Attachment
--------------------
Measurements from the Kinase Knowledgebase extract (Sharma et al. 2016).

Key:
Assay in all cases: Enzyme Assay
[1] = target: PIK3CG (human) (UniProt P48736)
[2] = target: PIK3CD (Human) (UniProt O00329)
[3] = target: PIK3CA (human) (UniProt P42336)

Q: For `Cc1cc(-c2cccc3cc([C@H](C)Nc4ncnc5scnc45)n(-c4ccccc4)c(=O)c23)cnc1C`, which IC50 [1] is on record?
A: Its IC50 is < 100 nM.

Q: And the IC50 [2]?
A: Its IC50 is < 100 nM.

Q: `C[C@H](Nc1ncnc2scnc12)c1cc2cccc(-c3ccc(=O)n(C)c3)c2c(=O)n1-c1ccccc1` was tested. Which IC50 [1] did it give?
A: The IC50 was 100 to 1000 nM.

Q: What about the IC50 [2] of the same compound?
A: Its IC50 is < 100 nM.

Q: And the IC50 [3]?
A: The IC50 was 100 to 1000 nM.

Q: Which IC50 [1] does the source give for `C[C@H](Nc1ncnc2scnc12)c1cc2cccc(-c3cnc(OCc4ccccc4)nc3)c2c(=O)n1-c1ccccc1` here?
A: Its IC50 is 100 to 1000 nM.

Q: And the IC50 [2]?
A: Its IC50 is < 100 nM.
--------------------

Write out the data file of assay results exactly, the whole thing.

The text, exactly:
Measurements from the Kinase Knowledgebase extract (Sharma et al. 2016).

Key:
Assay in all cases: Enzyme Assay
[1] = target: PIK3CG (human) (UniProt P48736)
[2] = target: PIK3CD (Human) (UniProt O00329)
[3] = target: PIK3CA (human) (UniProt P42336)

Q: For `Cc1cc(-c2cccc3cc([C@H](C)Nc4ncnc5scnc45)n(-c4ccccc4)c(=O)c23)cnc1C`, which IC50 [1] is on record?
A: Its IC50 is < 100 nM.

Q: And the IC50 [2]?
A: Its IC50 is < 100 nM.

Q: `C[C@H](Nc1ncnc2scnc12)c1cc2cccc(-c3ccc(=O)n(C)c3)c2c(=O)n1-c1ccccc1` was tested. Which IC50 [1] did it give?
A: The IC50 was 100 to 1000 nM.

Q: What about the IC50 [2] of the same compound?
A: Its IC50 is < 100 nM.

Q: And the IC50 [3]?
A: The IC50 was 100 to 1000 nM.

Q: Which IC50 [1] does the source give for `C[C@H](Nc1ncnc2scnc12)c1cc2cccc(-c3cnc(OCc4ccccc4)nc3)c2c(=O)n1-c1ccccc1` here?
A: Its IC50 is 100 to 1000 nM.

Q: And the IC50 [2]?
A: Its IC50 is < 100 nM.